• Rule from Bryan Ayer: Do not let anything be a distracter.
• Remain attentive and quiet.
• No texting nor emailing. Turn phones to vibrate. Emergency calls: step out of classroom; all other calls: ignore.
• No tobacco products.
• Participate. (Procedural/muscle memory is strong.)
• Follow along; do not work ahead.
• Relevant questions can be answered immediately; questions that require a more in-depth answer can be addressed during breaks or after class.
• Ask students if anyone has a scheduled appointment, leave, etc. during the class week. (They will know right away.) Absences will be noted in instructor’s log, and supervisor may receive a phone call to verify student’s whereabouts.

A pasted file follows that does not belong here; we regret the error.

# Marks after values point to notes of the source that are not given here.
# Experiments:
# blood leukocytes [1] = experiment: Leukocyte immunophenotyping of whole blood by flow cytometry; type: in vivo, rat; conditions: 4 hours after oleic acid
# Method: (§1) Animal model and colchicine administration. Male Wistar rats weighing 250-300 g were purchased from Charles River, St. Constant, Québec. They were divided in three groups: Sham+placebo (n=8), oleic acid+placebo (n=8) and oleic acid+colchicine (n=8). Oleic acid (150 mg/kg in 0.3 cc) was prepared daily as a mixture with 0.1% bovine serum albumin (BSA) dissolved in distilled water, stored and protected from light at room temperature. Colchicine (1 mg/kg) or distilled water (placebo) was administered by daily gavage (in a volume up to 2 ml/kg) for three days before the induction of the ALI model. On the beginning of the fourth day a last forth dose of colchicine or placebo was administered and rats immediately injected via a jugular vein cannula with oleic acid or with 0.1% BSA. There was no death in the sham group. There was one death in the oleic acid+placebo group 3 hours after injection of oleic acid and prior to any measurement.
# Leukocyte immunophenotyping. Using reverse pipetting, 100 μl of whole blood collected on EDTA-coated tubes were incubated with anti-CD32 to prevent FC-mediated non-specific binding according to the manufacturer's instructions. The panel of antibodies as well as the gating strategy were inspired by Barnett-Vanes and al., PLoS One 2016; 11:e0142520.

• Consequences
• Implied: Supervisor and Bryan Ayer will be informed of student’s progress.
• Explicit/direct: 1st offense: warning; 2nd offense: instructor will immediately notify Bryan Ayer of offenses.
Materials
• Folder with study guide, syllabus, and CD of documents (book, workbook, etc.)
• Writing utensils: pen, pencil, highlighter
• Survey/look over documents on CD.
Course Schedule
• Start: 08:00
• Lunch: 12:00 to 13:00;
• End: 17:00
• 5-10-minute breaks about every hour
Course Agenda (what topics are taught on what days)
• Monday – Wednesday: Lessons on educational research and plan for recorded lesson
• Thursday: Rehearsal for video presentation
• Friday: Final video presentation
Pre-Assessments
• Educational Research Exam
• CTT+ Practice Exam

According to M. Knowles’s work on the adult learning theory or andragogy, adults like to know what to expect, so a course overview eases their anxiety
(Phillips, 2012).